Next Generation Quantum Simulators: From DYNAMIcal Gauge Fields to Lattice Gauge ThEory
As of today, Quantum Simulators (QS) are the systems that can address, deepen our understanding of, and ultimately solve some of the most challenging problems of contemporary science: from quantum many body dynamics, through static and transient high Tc superconductivity, to the design of new materials. In DYNAMITE, we will design, realize in the labs, and characterize a new generation of QS with ultracold atoms and beyond. With ascending degree of experimental complexity this involves: (WP1) systems with statistical gauge fields, i.e. “single-component” lattice or continuum systems with density-dependent gauge fields changing the effective quantum statistics of the particles and realizing topological gauge theories; (WP2) systems in dynamical lattices, with “matter” living on the sites, and additional dynamical fields/particles living on the bonds; (WP3) lattice gauge theory models (LGT), from systems with Abelian (Z2, U(1)) to non-Abelian local gauge symmetry. Such systems address questions from condensed matter physics, nuclear physics, high energy physics, and material science: In particular, WP1 allows one to engineer topological gauge theories in the continuum, and to design and control novel types of topological and chiral order, with possible applications to quantum computing and quantum memories. The theoretical and experimental goal here is to tailor the proper matter dependence for the gauge fields, which corresponds to correctly imposing the local symmetry constraint of the gauge theory. WP2 allows one to design and study the interplay between topological order and symmetry breaking. Simpler systems without gauge invariance that are already simulated in the labs, permit us indeed to study the fundamental question of how gauge theory phenomena translate into systems of coupled degrees of freedom without explicit gauge symmetry and how gauge symmetry can emerge. WP3 allows us to study statics of the confinement-deconfinement transition, and more importantly its dynamics, relation to absence/presence of thermalization, the dynamical role of many body localization and quantum scars. While experimental work will focus on Abelian LGTs, theory will design as well scalable implementations of non-Abelian symmetries. In DYNAMITE, experiment and theory will be inseparably entangled. Its results will provide unprecedented control over salient phenomena at the frontier of quantum many-body physics.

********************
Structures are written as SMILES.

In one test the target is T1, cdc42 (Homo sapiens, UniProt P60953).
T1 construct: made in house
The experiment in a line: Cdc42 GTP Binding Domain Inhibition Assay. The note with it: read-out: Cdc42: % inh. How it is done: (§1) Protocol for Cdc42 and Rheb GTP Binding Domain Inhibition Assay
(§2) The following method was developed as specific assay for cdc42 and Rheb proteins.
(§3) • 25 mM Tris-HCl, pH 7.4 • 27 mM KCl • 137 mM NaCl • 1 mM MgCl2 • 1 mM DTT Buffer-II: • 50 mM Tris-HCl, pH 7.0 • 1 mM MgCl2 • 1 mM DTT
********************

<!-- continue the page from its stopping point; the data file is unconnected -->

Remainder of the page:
- Coordinator: Maciej Lewenstein (The Institute of Photonic Sciences, ES)
- Monika Aidelsburger (Ludwig Maxmilians University Munich, DE)
- Fred Jedrzejewski (Heidelberg University, DE)
- Philipp Hauke (Università degli Studi di Trento, IT)
- Jakub Zakrzewski (Jagiellonian University, PL)
- Tilman Esslinger (Eidgenössische Technische Hochschule Zürich, CH)